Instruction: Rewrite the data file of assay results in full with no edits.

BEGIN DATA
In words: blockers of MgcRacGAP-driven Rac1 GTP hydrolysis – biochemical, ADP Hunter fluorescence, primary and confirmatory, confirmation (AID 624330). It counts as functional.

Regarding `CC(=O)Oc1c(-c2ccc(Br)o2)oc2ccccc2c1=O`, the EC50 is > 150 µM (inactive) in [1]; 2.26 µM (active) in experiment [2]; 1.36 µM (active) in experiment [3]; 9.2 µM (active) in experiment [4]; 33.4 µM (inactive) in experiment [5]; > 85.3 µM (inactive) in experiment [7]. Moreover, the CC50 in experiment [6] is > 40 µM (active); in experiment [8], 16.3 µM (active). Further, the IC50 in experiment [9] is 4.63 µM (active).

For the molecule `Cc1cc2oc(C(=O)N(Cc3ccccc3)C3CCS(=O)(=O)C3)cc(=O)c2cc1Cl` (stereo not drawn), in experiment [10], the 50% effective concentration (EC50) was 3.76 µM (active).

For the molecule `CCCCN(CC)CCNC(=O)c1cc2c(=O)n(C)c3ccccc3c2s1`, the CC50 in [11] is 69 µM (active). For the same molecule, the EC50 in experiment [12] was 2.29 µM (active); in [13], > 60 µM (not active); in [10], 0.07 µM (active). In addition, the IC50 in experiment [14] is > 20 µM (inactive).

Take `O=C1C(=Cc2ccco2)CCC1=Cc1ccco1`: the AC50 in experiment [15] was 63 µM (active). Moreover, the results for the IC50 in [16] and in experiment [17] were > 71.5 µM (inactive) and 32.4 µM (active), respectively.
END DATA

In words: blockers of MgcRacGAP-driven Rac1 GTP hydrolysis – biochemical, ADP Hunter fluorescence, primary and confirmatory, confirmation (AID 624330). It counts as functional.

Regarding `CC(=O)Oc1c(-c2ccc(Br)o2)oc2ccccc2c1=O`, the EC50 is > 150 µM (inactive) in [1]; 2.26 µM (active) in experiment [2]; 1.36 µM (active) in experiment [3]; 9.2 µM (active) in experiment [4]; 33.4 µM (inactive) in experiment [5]; > 85.3 µM (inactive) in experiment [7]. Moreover, the CC50 in experiment [6] is > 40 µM (active); in experiment [8], 16.3 µM (active). Further, the IC50 in experiment [9] is 4.63 µM (active).

For the molecule `Cc1cc2oc(C(=O)N(Cc3ccccc3)C3CCS(=O)(=O)C3)cc(=O)c2cc1Cl` (stereo not drawn), in experiment [10], the 50% effective concentration (EC50) was 3.76 µM (active).

For the molecule `CCCCN(CC)CCNC(=O)c1cc2c(=O)n(C)c3ccccc3c2s1`, the CC50 in [11] is 69 µM (active). For the same molecule, the EC50 in experiment [12] was 2.29 µM (active); in [13], > 60 µM (not active); in [10], 0.07 µM (active). In addition, the IC50 in experiment [14] is > 20 µM (inactive).

Take `O=C1C(=Cc2ccco2)CCC1=Cc1ccco1`: the AC50 in experiment [15] was 63 µM (active). Moreover, the results for the IC50 in [16] and in experiment [17] were > 71.5 µM (inactive) and 32.4 µM (active), respectively.